By JOHN JAMES MARSHALL, Journal Sports
Bone-crushing tackles are great. Interceptions or fumble recoveries will get everyone jacked up. And Byrd’s Grant Johnson will admit he’s one of those who gets fired up over a big defensive play that causes a turnover.
But there are things that Johnson does on the football field — that few even notice — that makes him special for the Yellow Jackets’ defense. It is a nuance, a subtlety. His parents probably don’t even pay attention to it.
Stacy Ballew does. And that makes things a whole lot easier for the Byrd head coach.
There is a quote in football that says “we were beat before the play started.” What it means is that the defense wasn’t lined up properly. Once that play started, it was all over.
Thanks to Johnson, the Jackets’ starting free safety, that’s not something Ballew has to worry about.
“He makes all the calls on defense,” Ballew says. “He makes sure we are lined up correctly. He’s a great character kid and one of our team leaders.”
Maybe it’s getting a linebacker to move to a different gap. Or get a defensive back to set up a step deeper. Johnson’s job is to see the whole field and make sure the alignment is correct to give Byrd the best chance for success.
“It’s to the point now that if I don’t do it, I can be pretty hard on myself.” Johnson says. “If I do, it’s no big deal. On to the next play. It’s expected.”
It’s playoff time as Byrd will travel across the state to take on Jesuit in a Division 1 (select) first round game. The game will be played at the Shrine on Airline in Metairie. Both teams are 4-6; Jesuit is the No. 16 seed and Byrd is seeded 17th.
“Grant is a smart football player. He can get us lined up to just about anything that they throw at us,” Ballew said. “Especially this time of year because we’ve played so many games and seen so many different offenses. So if they throw something at us we weren’t expecting, we should know how to adjust.”
Johnson’s 48 total tackles is third on the team and his 4.61 GPA would suggest he is making an impact in the classroom as well. But knowing the Pythagorean theorem or the difference between mitosis and meiosis isn’t going to help much when you are trying to dissect an offensive formation in the moments before the snap.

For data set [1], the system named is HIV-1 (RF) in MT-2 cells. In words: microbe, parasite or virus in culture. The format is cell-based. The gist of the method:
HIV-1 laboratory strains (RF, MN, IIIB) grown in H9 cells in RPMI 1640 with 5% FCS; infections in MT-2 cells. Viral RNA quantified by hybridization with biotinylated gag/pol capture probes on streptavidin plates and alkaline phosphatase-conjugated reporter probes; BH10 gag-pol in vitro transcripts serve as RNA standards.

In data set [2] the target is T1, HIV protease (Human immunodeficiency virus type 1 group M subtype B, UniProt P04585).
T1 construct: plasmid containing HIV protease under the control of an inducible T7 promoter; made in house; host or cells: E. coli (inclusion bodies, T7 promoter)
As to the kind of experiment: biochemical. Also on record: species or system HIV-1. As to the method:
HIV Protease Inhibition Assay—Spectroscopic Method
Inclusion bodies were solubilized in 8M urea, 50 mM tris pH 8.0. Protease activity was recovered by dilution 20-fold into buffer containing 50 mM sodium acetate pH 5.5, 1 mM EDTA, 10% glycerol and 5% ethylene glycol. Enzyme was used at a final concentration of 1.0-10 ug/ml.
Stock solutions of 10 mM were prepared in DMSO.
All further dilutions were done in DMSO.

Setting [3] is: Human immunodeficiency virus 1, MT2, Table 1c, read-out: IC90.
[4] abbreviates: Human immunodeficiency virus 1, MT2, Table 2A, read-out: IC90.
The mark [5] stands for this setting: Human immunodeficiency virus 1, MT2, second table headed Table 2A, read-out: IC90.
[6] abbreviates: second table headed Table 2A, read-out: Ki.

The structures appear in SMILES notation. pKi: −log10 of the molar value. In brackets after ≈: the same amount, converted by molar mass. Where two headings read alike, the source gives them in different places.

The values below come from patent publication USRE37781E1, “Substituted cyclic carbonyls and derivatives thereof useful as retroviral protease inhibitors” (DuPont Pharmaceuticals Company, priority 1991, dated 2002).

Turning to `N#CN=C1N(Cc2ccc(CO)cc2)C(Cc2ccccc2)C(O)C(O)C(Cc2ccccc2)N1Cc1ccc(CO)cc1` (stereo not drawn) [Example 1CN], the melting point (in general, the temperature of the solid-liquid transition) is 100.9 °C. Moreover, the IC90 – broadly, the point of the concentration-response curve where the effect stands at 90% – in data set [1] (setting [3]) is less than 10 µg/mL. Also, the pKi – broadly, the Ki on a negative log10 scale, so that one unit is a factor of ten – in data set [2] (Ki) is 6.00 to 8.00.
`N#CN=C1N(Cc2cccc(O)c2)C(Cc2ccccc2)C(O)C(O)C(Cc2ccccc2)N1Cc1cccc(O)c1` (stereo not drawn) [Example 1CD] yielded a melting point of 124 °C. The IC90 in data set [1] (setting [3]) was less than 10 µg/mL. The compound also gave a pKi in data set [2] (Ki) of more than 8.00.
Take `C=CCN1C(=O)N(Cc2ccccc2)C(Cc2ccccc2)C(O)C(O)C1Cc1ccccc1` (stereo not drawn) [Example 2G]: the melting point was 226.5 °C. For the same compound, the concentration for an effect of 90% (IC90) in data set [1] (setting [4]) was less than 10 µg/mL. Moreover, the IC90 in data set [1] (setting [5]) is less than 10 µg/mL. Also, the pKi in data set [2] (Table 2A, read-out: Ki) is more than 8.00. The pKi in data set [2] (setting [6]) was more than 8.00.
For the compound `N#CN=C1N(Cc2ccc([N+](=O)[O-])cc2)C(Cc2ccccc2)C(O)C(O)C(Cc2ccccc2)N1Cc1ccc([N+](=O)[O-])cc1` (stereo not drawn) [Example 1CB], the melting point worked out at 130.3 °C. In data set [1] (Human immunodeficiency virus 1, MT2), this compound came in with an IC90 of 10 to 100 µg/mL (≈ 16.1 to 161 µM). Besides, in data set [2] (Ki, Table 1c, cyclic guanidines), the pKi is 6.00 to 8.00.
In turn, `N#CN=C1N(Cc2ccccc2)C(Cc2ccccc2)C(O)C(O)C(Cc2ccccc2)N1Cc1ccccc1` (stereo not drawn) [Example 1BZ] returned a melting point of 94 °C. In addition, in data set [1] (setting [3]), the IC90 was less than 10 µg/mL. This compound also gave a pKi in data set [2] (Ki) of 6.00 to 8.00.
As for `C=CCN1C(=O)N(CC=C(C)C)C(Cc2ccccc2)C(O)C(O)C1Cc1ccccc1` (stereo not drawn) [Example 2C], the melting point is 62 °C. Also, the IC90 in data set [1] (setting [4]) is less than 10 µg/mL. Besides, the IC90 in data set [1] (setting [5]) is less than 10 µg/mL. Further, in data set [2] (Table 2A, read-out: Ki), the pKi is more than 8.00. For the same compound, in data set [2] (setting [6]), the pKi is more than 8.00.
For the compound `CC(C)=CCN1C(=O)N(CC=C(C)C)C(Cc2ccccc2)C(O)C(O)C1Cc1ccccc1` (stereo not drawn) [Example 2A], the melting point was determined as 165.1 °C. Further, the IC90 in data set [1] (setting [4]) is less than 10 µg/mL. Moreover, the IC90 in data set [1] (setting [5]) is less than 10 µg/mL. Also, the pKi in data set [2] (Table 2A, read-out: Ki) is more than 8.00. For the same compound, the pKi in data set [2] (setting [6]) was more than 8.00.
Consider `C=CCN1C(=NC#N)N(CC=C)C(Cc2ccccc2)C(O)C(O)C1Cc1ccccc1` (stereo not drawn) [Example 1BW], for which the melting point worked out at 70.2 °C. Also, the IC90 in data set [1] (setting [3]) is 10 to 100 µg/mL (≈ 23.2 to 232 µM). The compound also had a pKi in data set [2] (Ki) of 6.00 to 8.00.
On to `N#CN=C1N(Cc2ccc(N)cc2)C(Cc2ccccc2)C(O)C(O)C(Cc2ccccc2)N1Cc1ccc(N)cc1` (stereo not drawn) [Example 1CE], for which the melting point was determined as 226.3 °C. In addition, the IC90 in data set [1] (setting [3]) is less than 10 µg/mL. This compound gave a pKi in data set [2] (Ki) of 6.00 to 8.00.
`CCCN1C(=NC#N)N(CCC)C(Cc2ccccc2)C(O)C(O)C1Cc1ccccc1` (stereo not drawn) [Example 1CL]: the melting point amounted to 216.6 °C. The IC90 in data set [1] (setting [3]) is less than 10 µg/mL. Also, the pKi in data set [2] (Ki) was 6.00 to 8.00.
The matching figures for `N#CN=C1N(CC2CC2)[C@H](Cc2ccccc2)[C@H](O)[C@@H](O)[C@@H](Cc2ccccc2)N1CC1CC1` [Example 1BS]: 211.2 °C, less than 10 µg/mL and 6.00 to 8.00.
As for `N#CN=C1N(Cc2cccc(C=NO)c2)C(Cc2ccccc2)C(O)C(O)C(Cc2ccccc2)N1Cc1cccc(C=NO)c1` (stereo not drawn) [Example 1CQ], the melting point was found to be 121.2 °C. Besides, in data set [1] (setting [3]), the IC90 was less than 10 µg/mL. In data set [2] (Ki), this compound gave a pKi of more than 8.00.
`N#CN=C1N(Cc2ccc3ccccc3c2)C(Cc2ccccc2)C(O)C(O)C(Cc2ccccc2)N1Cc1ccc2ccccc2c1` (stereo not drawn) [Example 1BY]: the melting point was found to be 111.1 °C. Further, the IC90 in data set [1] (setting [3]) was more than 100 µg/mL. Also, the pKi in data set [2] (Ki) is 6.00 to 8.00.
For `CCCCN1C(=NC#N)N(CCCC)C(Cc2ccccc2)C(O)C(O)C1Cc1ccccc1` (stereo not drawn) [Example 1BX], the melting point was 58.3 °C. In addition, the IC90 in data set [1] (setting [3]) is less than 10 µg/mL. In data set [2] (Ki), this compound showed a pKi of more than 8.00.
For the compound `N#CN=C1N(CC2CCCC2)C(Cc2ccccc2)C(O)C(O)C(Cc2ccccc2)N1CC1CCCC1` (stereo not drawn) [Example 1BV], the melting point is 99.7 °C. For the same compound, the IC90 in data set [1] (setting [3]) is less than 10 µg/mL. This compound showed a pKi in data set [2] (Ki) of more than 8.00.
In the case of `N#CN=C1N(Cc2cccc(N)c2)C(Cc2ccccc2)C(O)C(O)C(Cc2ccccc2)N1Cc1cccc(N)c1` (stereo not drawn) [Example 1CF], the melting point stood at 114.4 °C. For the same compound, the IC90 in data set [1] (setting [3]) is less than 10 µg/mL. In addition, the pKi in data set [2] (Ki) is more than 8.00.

But Johnson says being a “smart football player” works in multiple ways.
“It means hard work,” he says. “It means doing that on and off the field. If you go into the classroom, pay attention and get your work done, that makes you a good student. That also correlates on the field as well.”
Johnson says he’s more of a math guy than a science guy, but he’s not as picky when it comes to being on the football field.
He started off the 2023 season at weak side safety, but the coaching staff wanted Johnson to be more involved in the run defense. “I had been at free safety since my sophomore year, but they had moved me around to try to find the best fit,” Johnson said. “Finally, they decided to put me where I had been before and was comfortable.”
When he was a sophomore, the team rule was that a player had to be on the first or second team to make the travel squad for away games. Johnson realized that he wasn’t going to make that list – “I wasn’t first or second team free safety,” he says — but he found a way around that.
“I started long snapping,” he says.
Now, he’s also regarded as a top long snapper recruit.
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